Heart rate is an important indicator of physiological response in vivo, and can reflect a variety of physiological changes. Changes in heart rate during exercise indicate acute responses, as well as long-term adaptations of the body. Due to the linear relationship between heart rate and exercise intensity (PortierPORTIER H, LOUISY F, LAUDE D, BERTHELOT M and GUÉZENNEC CY. 2001. Intense endurance training on heart rate and blood pressure variability in runners. Med Sci Sports Exerc 33(7): 1120-1125. et al. 2001, JamesJAMES DV, BARNES AJ, LOPES P and WOOD DM. 2002. Heart rate variability: response following a single bout of interval training. Int J Sports Med 23(4): 247-251. et al. 2002), an increase in exercise intensity results in an increase in the body’s energy consumption and subsequent oxygen demand. An increase in cardiac output is then necessary to supply oxygenated blood to the tissues of the body in order to meet this demand. As such, heart rate is both a physiological and prognostic indicator of health (OlivaOLIVA F et al. 2018. Heart rate as a prognostic marker and therapeutic target in acute and chronic heart failure. Int J Cardiol 15(253): 97-104. et al. 2018). A simple and accurate marker of exercise status, such as heart rate, would be a valuable tool for indicating the level of recovery or adaptation of an athlete, recognizing exercise-induced fatigue, and for facilitating adjustments in training load (BellengerBELLENGER CR, THOMSON RL, HOWE PR, KARAVIRTA L and BUCKLEY JD. 2016. Monitoring athletic training status using the maximal rate of heart rate increase. J Sci Med Sport 19(7): 590-595. et al. 2016, TrounsonTROUNSON KM, ROBERTS S, BALLOCH A and WARMINGTON SA. 2017. Light exercise heart rate on-kinetics: a comparison of data fitted with sigmoidal and exponential functions and the impact of fitness and exercise intensity. Physiol Rep 5(12): 13312-13340. et al. 2017). There is also a significant link between heart rate and behavior, as demonstrated by the rat model presented here. Furthermore, heart rate is a particularly crucial parameter in the evaluation of sports training. An exercise with an inappropriate range of heart rate can cause damage to the human body and even lead to overtraining syndrome (JeukendrupJEUKENDRUP AE, HESSELINK MK, SNYDER AC, KUIPERS H and KEIZER HA. 1992. Physiological changes in male competitive cyclists after two weeks of intensified training. Int J Sports Med 13(7): 534-541. et al. 1992, LehmannLEHMANN M, BAUMGARTL P, WIESENACK C, SEIDEL A, BAUMANN H, FISCHER S, SPÖRI U, GENDRISCH G, KAMINSKI R and KEUL J. 1992. Training-over-training: influence of a defined increase in training volumes vs training intensity on performance, catecholamine and some metabolic parameters in experienced middle and long-distance runners. Br J Sports Med 26(4): 233-242. et al. 1992, Lehmann et al. 1991). It is therefore essential to use heart rate to monitor exercise load (HofmannHOFMANN P and TSCHAKERT G. 2011. Special needs to prescribe exercise intensity for scientific studies. Cardiol Res Pract (10): 1-10. and Tschakert 2011). Researchers have compared the accuracy of some heart rate monitoring devices, such as the Polar M600 optical heart rate sensor, and electrocardiogram during various physical activities to establish which device provides the most precise measurement of heart rate (HortonHORTON JF, STERGIOU P, FUNG TS and KATZ L. 2017. Comparison of polar M600 optical heart rate and ECG Heart rate during exercise. Med Sci Sports Exerc 49(12): 2600-2607. et al. 2017, MedinaMEDINA QUERO J, FERNÁNDEZ OLMO MR, PELÁEZ AGUILERA MD and ESPINILLA ESTÉVEZ M. 2017. Real-time monitoring in home-based cardiac rehabilitation using wrist-worn heart rate devices. Sensors (Basel) 17(12): 2892-2928. Quero et al. 2017).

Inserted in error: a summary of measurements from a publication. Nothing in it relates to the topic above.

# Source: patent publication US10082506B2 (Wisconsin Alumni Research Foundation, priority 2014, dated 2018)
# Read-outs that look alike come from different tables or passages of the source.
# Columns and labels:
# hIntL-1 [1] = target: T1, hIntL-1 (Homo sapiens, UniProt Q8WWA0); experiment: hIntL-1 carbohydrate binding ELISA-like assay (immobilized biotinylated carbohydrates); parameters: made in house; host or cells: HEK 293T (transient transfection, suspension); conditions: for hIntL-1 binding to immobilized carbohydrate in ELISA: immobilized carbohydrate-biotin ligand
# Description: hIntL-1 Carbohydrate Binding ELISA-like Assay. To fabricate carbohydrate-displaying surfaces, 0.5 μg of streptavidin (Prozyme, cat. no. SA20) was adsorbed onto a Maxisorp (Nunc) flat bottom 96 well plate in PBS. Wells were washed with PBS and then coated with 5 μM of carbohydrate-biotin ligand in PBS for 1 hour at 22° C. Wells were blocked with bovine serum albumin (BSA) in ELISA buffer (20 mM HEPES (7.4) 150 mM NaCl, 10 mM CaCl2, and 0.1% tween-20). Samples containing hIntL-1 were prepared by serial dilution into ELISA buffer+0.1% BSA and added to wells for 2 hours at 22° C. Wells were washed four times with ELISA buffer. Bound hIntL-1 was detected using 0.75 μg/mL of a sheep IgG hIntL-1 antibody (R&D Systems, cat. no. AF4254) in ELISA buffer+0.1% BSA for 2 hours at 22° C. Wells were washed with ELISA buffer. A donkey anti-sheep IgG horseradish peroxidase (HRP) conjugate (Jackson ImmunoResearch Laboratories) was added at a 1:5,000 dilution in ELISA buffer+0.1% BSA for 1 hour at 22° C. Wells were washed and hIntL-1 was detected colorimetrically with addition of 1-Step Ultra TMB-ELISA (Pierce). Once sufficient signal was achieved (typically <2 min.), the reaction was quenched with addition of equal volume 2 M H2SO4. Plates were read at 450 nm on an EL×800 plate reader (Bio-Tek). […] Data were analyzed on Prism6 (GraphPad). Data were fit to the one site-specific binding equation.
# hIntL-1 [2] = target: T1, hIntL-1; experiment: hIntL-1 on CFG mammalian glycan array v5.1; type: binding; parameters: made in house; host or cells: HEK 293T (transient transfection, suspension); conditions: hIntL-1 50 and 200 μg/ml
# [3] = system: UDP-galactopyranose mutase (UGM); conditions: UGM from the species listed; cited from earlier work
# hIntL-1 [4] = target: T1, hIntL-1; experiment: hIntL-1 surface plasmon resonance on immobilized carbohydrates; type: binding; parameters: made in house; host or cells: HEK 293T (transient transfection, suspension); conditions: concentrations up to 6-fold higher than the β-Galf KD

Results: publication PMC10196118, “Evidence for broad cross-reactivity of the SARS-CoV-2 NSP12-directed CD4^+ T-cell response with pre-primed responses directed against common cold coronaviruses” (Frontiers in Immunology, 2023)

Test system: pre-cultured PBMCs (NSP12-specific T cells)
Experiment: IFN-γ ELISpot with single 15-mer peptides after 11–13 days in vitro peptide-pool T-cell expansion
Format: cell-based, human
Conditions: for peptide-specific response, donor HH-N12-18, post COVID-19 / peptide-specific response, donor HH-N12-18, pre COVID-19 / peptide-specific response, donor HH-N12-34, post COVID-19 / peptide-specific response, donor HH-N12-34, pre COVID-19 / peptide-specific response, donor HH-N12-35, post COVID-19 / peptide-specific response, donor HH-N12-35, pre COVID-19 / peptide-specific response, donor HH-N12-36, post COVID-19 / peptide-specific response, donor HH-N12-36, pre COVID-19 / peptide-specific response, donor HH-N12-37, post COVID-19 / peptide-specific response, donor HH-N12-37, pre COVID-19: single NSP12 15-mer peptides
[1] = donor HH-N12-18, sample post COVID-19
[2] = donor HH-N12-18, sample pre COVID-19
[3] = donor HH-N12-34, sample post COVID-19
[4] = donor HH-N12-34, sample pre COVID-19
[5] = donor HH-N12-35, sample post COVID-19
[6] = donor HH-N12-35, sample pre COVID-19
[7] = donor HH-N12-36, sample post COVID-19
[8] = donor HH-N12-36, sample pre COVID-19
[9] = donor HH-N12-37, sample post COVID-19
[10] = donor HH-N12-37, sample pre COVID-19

The study presented here indicates that changes in heart rate during exercise are not consistent between different time periods. There were no significant fluctuations in heart rate during periods t1–t3. During periods t4–t6the heart rate tended to increase rapidly to begin with, and then be maintained later. During periods t11–t15, heart rate remained relatively stable, indicating a plateau phase. The heart rates generally increased with exercise intensity, until this plateau was reached. Moreover, to correlate the behavioral and heart rate changes in rats during the exercise-induced fatigue process, the duration of sound stimulation, electrical stimulation, and slippage times within 60 s (1 min), 300 s (5 min), and 600 s (10 min), were collected to produce a function fit curve. The results showed that the goodness-of-fit for results obtained over 600 s was optimal. Thus, 600 s was chosen as the time cycle. We developed the following formula, using these parameters, to calculate a fatigue score:

Y = 15.2548 + 0.4346 x a 0.1154 x b + 0.6826 x c + 0.0044 x a x b 0.0021 x b x c 0.0013 x c x a 0.0023 x a 2 0.0016 x b 2 ( r 2 = 0.906 )